But the name most associated with South Foreland is the Knott family, legendary lighthouse keepers who kept the light operating for decades. William Knott took up the helm in 1730 for 50 years of service, followed by his son Henry, who completed 41 years as lighthouse keeper.
Generations more of Knott lighthouse keepers were involved at South Foreland’s tower over the years, with Edmond Knott completing the line of service in 1902, a remarkable record spanning three centuries.
Lighthouse keepers were no longer needed here following the decision in 1988 to decommission this distinctive white tower and hand it over to the National Trust. This has meant, however, that the history and countless stories can live on to those visiting between March and October, when the doors are open to visitors.
Other lighthouses at Folkestone, Dover, Ramsgate, North Foreland and Margate continue to be a source of reassurance for those out at sea, as trustworthy and regular as the BBC’s Shipping Forecast.
North Foreland, which graces our cover, first showed a light in 1499 and was bought by Trinity House in 1832. It was the last of its lighthouse to be automated when it was converted to automatic operation in 1998.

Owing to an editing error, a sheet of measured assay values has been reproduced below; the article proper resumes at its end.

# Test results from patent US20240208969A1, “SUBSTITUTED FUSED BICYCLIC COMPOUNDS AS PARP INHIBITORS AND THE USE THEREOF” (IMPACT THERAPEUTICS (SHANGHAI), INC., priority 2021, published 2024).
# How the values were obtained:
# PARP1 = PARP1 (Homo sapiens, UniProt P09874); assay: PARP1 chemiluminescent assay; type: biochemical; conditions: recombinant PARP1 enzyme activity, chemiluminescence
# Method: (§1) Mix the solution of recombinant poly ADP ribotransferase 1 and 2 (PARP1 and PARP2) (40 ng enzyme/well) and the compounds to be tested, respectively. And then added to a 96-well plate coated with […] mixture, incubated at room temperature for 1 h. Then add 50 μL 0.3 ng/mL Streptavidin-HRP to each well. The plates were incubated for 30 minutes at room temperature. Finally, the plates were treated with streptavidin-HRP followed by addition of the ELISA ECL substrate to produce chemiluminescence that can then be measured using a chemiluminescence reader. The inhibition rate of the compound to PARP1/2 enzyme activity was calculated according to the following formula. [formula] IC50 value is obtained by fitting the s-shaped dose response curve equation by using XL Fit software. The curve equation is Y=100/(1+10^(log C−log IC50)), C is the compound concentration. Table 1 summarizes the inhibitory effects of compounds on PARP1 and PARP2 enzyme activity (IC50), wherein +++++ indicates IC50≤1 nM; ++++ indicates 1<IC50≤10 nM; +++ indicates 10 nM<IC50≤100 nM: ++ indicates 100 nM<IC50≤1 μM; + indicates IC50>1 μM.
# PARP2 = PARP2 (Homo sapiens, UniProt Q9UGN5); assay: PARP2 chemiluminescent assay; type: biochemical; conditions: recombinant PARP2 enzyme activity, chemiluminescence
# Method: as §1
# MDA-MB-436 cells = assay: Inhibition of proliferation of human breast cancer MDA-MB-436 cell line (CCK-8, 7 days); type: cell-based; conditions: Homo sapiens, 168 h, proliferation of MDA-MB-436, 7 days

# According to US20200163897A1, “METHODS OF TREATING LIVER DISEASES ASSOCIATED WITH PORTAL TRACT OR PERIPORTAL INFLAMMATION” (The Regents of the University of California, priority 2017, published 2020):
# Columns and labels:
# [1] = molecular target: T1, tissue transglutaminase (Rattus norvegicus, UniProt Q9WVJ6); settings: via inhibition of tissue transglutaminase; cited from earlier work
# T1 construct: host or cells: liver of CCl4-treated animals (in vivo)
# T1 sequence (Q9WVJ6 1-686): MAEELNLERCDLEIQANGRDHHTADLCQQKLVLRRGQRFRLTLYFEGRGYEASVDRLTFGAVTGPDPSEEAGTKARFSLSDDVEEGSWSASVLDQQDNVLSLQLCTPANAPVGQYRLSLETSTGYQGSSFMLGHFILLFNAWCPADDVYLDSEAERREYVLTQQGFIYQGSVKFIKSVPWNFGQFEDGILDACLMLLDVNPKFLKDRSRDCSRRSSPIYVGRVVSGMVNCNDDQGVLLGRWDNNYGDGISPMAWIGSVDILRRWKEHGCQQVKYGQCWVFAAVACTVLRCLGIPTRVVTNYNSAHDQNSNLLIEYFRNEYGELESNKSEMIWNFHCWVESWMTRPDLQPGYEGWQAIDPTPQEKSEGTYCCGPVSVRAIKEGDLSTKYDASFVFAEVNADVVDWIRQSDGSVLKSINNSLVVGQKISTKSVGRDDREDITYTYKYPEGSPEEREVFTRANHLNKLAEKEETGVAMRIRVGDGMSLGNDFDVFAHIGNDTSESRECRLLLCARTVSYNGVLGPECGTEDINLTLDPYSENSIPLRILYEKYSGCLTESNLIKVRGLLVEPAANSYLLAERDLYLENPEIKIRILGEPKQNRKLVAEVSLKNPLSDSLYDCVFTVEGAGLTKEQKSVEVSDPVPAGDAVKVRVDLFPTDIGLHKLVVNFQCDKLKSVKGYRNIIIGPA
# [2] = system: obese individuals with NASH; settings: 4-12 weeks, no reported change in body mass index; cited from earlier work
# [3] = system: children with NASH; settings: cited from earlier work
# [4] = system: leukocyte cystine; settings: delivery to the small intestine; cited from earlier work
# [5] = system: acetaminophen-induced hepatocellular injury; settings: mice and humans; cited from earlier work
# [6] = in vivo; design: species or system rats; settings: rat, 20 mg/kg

Trinity House has a long and valuable history in Kent and looks set to play a major part in this county’s maritime safety for many years to come. n
FIND OUT MORE
South Foreland Lighthouse is open March to October; opening hours vary. There is no vehicle access – park at the White Cliffs Visitor Centre and enjoy the two-mile clifftop walk. For more information, visit: www.nationaltrust.org.uk.
The Old Lighthouse at Dungeness is open daily July to mid-September, Thursdays and Fridays in May and June and weekends in October. Visit: www.dungenesslighthouse.com for details.